Widespread drought conditions continue to persist in much of the Northern Great Plains (NGP) according to University of Nebraska’s National Drought Mitigation Center. The NGP is experiencing increasing temperatures, changing precipitation patterns, and extreme events that are posing challenges to an already water-limited region. This region is also an integral part of the nation’s food supply, with vast tracts of land devoted to livestock grazing.
Humans and wildlife alike are forced to find ways to adapt to these increasingly common drought conditions. Through World Wildlife Fund’s (WWF) Ranch Systems and Viability Planning (RSVP) program, ranchers in Montana have access to an innovative cost-sharing program that can help ranchers adapt and become more resilient to drought conditions.
Through RSVP, WWF partners with private landowners across the NGP to assist in the transition to regenerative grazing practices and implement conservation projects to increase the resiliency of ranchers and improve the health and biodiversity of our precious grasslands.
This year WWF worked with numerous RSVP cattle ranchers in Montana to build Beaver Dam Analogs (BDAs) - man-made structures meant to mimic a beaver dam’s capability to slow and hold water for longer periods of time on the landscape.
Many of our RSVP ranches contain ephemeral streams and drainages that only hold water for very short periods of time following larger storm events. The idea is that, if we can construct these BDAs in strategic locations to help slow the flow and pond water, we can increase the residence time of the water on a ranch and enhance the land’s ability to tolerate drought.
The benefits to these BDA’s are numerous, for both cattle and wildlife and help the ranches become more resilient to the impacts from climate change. Ideally, the quality of forage for cattle and other livestock will be improved as drier, ephemeral streambeds are transformed more into wet meadows. Wildlife would also benefit from these same changes, as any wetlands created in the process will provide habitat to a number of grassland species. Greater Sage Grouse, a declining species in Montana, will be one of the many beneficiaries of these structures, as their offspring require these wetter systems later into the summer to forage on insects and forbs.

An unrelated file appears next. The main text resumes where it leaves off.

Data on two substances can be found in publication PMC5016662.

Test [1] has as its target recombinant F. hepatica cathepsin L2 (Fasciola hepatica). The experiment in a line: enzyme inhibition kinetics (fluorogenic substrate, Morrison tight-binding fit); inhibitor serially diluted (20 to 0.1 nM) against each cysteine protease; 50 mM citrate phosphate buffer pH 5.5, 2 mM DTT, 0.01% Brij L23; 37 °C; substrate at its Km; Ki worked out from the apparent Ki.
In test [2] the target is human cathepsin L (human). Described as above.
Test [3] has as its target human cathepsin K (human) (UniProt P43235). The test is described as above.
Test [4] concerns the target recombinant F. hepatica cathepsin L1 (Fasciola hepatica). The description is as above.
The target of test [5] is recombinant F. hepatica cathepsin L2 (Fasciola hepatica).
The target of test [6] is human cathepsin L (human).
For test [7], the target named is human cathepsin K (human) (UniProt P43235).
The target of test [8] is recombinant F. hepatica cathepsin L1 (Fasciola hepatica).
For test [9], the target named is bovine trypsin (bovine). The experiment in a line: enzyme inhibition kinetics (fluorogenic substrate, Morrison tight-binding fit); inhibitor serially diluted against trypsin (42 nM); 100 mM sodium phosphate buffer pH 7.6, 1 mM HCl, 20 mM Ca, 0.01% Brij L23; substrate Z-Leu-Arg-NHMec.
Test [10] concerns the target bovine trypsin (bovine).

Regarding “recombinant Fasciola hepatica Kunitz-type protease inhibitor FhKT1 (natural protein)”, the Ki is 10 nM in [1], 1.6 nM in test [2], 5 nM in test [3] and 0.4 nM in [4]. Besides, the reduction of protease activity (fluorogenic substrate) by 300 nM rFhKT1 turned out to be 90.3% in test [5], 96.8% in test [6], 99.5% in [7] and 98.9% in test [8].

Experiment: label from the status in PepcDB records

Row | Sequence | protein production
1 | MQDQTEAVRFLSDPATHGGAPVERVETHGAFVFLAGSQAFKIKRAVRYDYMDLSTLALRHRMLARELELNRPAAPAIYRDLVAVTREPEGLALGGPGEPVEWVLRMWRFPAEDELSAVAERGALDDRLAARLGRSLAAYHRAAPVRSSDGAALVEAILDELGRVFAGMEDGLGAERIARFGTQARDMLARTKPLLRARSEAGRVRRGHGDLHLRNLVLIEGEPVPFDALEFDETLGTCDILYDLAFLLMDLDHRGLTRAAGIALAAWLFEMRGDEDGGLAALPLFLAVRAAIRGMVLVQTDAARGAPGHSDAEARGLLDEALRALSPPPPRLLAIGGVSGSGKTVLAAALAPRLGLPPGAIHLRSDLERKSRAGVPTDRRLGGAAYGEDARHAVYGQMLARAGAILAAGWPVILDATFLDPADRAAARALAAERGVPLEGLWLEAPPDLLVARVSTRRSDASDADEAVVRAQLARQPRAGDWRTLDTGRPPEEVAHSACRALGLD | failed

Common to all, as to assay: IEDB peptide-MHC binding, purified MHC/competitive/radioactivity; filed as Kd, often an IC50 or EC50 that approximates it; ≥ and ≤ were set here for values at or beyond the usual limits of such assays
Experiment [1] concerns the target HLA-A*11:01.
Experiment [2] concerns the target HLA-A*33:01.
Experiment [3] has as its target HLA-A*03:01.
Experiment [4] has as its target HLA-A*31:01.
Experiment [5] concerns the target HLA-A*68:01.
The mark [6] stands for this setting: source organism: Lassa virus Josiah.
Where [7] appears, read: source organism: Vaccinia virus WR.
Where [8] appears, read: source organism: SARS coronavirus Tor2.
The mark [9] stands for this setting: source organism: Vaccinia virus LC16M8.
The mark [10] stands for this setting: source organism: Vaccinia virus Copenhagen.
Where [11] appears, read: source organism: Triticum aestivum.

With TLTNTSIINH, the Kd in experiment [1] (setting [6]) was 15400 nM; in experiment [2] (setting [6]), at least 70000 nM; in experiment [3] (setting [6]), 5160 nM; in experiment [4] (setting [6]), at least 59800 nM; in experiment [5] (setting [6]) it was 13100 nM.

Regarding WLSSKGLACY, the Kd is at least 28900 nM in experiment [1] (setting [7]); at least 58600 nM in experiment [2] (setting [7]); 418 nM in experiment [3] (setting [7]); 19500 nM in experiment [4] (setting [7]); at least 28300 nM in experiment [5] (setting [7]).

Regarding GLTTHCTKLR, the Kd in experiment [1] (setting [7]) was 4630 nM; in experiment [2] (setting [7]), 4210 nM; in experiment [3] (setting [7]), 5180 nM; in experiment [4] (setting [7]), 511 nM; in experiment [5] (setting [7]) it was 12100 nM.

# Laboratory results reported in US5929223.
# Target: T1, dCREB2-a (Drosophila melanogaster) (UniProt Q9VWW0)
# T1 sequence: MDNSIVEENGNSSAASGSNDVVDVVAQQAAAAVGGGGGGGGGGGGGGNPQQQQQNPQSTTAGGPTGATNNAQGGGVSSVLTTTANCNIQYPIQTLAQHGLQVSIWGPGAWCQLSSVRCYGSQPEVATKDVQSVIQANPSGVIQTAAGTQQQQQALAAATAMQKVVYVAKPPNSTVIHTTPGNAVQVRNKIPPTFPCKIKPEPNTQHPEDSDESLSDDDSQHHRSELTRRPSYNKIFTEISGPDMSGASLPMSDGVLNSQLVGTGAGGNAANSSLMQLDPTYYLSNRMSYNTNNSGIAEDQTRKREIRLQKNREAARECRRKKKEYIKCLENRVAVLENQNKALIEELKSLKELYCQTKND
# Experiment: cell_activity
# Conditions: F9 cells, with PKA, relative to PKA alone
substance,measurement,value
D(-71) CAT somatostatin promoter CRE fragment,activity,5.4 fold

This past season, WWF was tasked with identifying high-priority sites at some of our partner ranches and putting together a blueprint for the installation and monitoring of these BDAs. In total, along with a Montana Conservation Crew, we were able to construct roughly one hundred dams across four of our partner ranches. Depending on variables like bank height, water flow, etc., the dimensions of each structure varied across different sites and different ranches. For materials, a matrix of sod, thinned willow, and conifer were stacked and tightly packed together, aided by posts driven into the ground for stability. Although the use of BDAs for water retention isn’t an entirely new concept, their use in drier prairies systems is not something that has been very well practiced or documented. For this reason, project logistics – like how much material was needed, where to source it from, etc. – proved to be challenging.
With this past field season coming to an end, we are beginning the process of determining how best to monitor the effectiveness of these dams year to year and improve the quality of grassland for grazing cattle and wildlife One method we are currently pursuing is gathering drone footage to measure potential changes in late summer-greenness where dams were built. As more and more ranches in the RSVP program agree to adopt this land enhancement method, we hope to increase the efficiency and effectiveness of these low-cost, high reward structures.